World Bank Warns of Rise in Libya’s Public Debt

World Bank Warns of Rise in Libya’s Public Debt
World Bank Warns of Rise in Libya’s Public Debt

The World Bank has warned of a rise in public debt in Libya, as the debt reaches about 126% of government revenues.

The gross domestic product (GDP) currently stands at $45.8 billion, while the share of the citizen is $6.725 annually, according to the report.

The report believes that the fragile security and political context are undermining the proper functioning of institutions in Libya. This is due to armed clashes, protests, and poor maintenance work which disrupted oil production and export, as the economy decreased by 1.2% in 2022 due to conflict-related restrictions on oil production.

The report was titled “Altered Destinies: The Long-Term Effects of Rising Prices and Food Insecurity in the Middle East and North Africa.” It believes that by January 2023, production had rebounded to 1.2 million barrels per day, partly offset by a 15% expansion in the non-fuel sector considering the huge financial incentives offered by the authorities.

The report found that the security situation has witnessed some improvement in Libya in recent months in general. This calm could bring some benefits to economic development, however, the war in Ukraine created additional pressure.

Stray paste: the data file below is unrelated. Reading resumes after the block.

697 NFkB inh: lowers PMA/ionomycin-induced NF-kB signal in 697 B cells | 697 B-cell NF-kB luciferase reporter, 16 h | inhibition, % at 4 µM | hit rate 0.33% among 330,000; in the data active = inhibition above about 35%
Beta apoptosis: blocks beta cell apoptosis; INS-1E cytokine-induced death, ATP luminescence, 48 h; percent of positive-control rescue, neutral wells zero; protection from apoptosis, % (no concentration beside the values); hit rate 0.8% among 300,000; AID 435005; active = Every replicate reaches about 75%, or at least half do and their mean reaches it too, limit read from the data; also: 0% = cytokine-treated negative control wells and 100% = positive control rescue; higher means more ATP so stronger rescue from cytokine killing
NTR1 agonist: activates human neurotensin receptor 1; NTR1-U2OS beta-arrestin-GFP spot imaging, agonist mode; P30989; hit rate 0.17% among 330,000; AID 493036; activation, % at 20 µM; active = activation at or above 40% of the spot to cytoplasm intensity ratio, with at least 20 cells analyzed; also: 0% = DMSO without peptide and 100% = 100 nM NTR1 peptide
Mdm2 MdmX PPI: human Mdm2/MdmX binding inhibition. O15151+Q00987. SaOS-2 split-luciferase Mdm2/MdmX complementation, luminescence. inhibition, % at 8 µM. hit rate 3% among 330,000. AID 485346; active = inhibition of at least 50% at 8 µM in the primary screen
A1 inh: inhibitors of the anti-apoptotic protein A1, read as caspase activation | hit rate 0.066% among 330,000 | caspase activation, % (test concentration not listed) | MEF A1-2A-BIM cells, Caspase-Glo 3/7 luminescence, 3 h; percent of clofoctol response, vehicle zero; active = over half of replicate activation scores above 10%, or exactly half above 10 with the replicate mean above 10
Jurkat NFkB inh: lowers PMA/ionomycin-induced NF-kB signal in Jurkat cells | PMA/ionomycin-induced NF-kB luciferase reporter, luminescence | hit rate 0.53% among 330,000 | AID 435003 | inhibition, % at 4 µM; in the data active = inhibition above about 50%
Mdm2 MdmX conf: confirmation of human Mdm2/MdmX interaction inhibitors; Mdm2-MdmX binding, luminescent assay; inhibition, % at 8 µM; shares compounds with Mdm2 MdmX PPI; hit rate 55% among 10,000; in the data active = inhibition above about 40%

The World Bank warned against continuing to rely heavily on the hydrocarbon sector. Any disruption in oil production or a drop in international prices could be rapid and have a significant impact on growth and the state’s ability to pay its public debts.

In general, the country’s economic future depends largely on the prospects for peace and stability, as the World Bank’s experts assume fragile political progress in 2023 in the continued relative stability of the security situation.

Notably, Parliament Speaker, Ageela Saleh, met with Deputy Prime Minister in the Parliament-designated government, Ali Al-Qatrani.

In the meeting, which took place in the city of al-Qubba, Saleh stressed the need to liquidate the sums required for the government to implement its programs.

During the meeting, they also discussed ways to solve problems facing the support of the government sector and Ministries, in addition to supporting the distribution of fodder.